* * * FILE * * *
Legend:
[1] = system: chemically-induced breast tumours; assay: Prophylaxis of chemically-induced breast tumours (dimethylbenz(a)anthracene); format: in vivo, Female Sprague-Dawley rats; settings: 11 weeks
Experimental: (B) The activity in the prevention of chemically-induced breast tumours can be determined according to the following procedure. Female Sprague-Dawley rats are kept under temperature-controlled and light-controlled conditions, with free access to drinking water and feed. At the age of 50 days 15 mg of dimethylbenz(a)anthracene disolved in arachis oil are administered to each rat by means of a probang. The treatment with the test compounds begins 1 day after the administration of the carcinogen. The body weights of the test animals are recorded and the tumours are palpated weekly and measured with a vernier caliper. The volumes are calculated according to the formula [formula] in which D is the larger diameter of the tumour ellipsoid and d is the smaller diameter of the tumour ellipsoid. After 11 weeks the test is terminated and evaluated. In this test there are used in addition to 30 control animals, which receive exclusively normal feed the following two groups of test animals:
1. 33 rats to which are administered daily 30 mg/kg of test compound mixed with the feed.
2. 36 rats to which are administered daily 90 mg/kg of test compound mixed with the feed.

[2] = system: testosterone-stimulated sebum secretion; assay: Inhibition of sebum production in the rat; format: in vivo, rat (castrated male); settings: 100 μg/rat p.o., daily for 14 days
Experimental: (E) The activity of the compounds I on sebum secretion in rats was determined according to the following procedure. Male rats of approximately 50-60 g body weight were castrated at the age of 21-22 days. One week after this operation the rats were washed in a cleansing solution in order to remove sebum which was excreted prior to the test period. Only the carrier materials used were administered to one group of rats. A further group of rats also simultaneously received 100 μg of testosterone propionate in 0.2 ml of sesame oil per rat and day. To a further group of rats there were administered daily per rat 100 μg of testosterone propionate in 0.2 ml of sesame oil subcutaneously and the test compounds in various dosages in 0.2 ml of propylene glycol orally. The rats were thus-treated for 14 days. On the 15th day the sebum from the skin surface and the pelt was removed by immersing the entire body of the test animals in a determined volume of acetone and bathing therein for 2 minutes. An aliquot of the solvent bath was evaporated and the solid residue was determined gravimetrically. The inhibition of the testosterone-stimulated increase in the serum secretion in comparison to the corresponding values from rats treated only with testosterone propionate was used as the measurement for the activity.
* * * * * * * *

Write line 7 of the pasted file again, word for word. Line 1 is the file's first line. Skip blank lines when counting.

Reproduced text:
Experimental: (E) The activity of the compounds I on sebum secretion in rats was determined according to the following procedure. Male rats of approximately 50-60 g body weight were castrated at the age of 21-22 days. One week after this operation the rats were washed in a cleansing solution in order to remove sebum which was excreted prior to the test period. Only the carrier materials used were administered to one group of rats. A further group of rats also simultaneously received 100 μg of testosterone propionate in 0.2 ml of sesame oil per rat and day. To a further group of rats there were administered daily per rat 100 μg of testosterone propionate in 0.2 ml of sesame oil subcutaneously and the test compounds in various dosages in 0.2 ml of propylene glycol orally. The rats were thus-treated for 14 days. On the 15th day the sebum from the skin surface and the pelt was removed by immersing the entire body of the test animals in a determined volume of acetone and bathing therein for 2 minutes. An aliquot of the solvent bath was evaporated and the solid residue was determined gravimetrically. The inhibition of the testosterone-stimulated increase in the serum secretion in comparison to the corresponding values from rats treated only with testosterone propionate was used as the measurement for the activity.